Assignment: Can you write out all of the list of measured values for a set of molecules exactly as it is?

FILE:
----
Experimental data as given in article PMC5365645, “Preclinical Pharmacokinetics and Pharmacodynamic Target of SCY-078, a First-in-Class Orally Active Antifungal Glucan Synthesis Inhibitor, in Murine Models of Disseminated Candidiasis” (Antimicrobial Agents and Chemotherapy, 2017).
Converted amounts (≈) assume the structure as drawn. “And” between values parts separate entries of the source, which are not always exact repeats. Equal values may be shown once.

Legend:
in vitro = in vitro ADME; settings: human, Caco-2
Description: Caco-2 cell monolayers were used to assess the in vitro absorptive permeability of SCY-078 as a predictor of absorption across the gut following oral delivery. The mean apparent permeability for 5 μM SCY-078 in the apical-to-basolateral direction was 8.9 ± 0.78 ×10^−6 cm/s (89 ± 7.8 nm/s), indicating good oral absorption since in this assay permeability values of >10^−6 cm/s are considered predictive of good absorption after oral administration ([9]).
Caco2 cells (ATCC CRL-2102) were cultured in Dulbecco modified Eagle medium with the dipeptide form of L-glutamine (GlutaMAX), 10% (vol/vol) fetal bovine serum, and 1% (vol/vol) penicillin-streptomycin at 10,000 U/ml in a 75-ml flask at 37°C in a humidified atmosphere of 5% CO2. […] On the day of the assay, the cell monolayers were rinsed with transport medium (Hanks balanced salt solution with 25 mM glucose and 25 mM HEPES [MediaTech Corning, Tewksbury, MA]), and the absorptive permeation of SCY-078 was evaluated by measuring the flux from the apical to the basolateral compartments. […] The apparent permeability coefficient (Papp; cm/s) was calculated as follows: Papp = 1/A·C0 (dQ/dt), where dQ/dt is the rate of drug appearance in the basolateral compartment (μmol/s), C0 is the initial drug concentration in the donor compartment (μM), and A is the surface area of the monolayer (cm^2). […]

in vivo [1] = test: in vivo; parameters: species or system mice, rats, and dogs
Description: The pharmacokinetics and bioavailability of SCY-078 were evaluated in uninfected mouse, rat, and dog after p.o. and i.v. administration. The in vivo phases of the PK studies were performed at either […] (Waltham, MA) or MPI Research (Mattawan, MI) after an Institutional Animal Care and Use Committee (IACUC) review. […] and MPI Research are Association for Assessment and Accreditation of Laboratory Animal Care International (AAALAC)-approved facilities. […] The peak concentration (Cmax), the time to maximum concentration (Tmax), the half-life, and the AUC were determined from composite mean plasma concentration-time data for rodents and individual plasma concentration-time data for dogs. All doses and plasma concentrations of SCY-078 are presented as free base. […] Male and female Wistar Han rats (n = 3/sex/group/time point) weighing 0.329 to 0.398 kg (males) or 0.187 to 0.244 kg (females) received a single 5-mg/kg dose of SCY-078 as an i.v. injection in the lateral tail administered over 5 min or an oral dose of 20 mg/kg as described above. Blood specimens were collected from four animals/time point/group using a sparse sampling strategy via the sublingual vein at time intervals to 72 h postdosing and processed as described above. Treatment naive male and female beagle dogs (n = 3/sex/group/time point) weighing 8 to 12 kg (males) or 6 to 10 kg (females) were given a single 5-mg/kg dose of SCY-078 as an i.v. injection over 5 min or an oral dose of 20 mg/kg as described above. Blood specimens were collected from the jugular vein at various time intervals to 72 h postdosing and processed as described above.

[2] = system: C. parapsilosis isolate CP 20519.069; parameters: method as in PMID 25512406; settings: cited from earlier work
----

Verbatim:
Experimental data as given in article PMC5365645, “Preclinical Pharmacokinetics and Pharmacodynamic Target of SCY-078, a First-in-Class Orally Active Antifungal Glucan Synthesis Inhibitor, in Murine Models of Disseminated Candidiasis” (Antimicrobial Agents and Chemotherapy, 2017).
Converted amounts (≈) assume the structure as drawn. “And” between values parts separate entries of the source, which are not always exact repeats. Equal values may be shown once.

Legend:
in vitro = in vitro ADME; settings: human, Caco-2
Description: Caco-2 cell monolayers were used to assess the in vitro absorptive permeability of SCY-078 as a predictor of absorption across the gut following oral delivery. The mean apparent permeability for 5 μM SCY-078 in the apical-to-basolateral direction was 8.9 ± 0.78 ×10^−6 cm/s (89 ± 7.8 nm/s), indicating good oral absorption since in this assay permeability values of >10^−6 cm/s are considered predictive of good absorption after oral administration ([9]).
Caco2 cells (ATCC CRL-2102) were cultured in Dulbecco modified Eagle medium with the dipeptide form of L-glutamine (GlutaMAX), 10% (vol/vol) fetal bovine serum, and 1% (vol/vol) penicillin-streptomycin at 10,000 U/ml in a 75-ml flask at 37°C in a humidified atmosphere of 5% CO2. […] On the day of the assay, the cell monolayers were rinsed with transport medium (Hanks balanced salt solution with 25 mM glucose and 25 mM HEPES [MediaTech Corning, Tewksbury, MA]), and the absorptive permeation of SCY-078 was evaluated by measuring the flux from the apical to the basolateral compartments. […] The apparent permeability coefficient (Papp; cm/s) was calculated as follows: Papp = 1/A·C0 (dQ/dt), where dQ/dt is the rate of drug appearance in the basolateral compartment (μmol/s), C0 is the initial drug concentration in the donor compartment (μM), and A is the surface area of the monolayer (cm^2). […]

in vivo [1] = test: in vivo; parameters: species or system mice, rats, and dogs
Description: The pharmacokinetics and bioavailability of SCY-078 were evaluated in uninfected mouse, rat, and dog after p.o. and i.v. administration. The in vivo phases of the PK studies were performed at either […] (Waltham, MA) or MPI Research (Mattawan, MI) after an Institutional Animal Care and Use Committee (IACUC) review. […] and MPI Research are Association for Assessment and Accreditation of Laboratory Animal Care International (AAALAC)-approved facilities. […] The peak concentration (Cmax), the time to maximum concentration (Tmax), the half-life, and the AUC were determined from composite mean plasma concentration-time data for rodents and individual plasma concentration-time data for dogs. All doses and plasma concentrations of SCY-078 are presented as free base. […] Male and female Wistar Han rats (n = 3/sex/group/time point) weighing 0.329 to 0.398 kg (males) or 0.187 to 0.244 kg (females) received a single 5-mg/kg dose of SCY-078 as an i.v. injection in the lateral tail administered over 5 min or an oral dose of 20 mg/kg as described above. Blood specimens were collected from four animals/time point/group using a sparse sampling strategy via the sublingual vein at time intervals to 72 h postdosing and processed as described above. Treatment naive male and female beagle dogs (n = 3/sex/group/time point) weighing 8 to 12 kg (males) or 6 to 10 kg (females) were given a single 5-mg/kg dose of SCY-078 as an i.v. injection over 5 min or an oral dose of 20 mg/kg as described above. Blood specimens were collected from the jugular vein at various time intervals to 72 h postdosing and processed as described above.

[2] = system: C. parapsilosis isolate CP 20519.069; parameters: method as in PMID 25512406; settings: cited from earlier work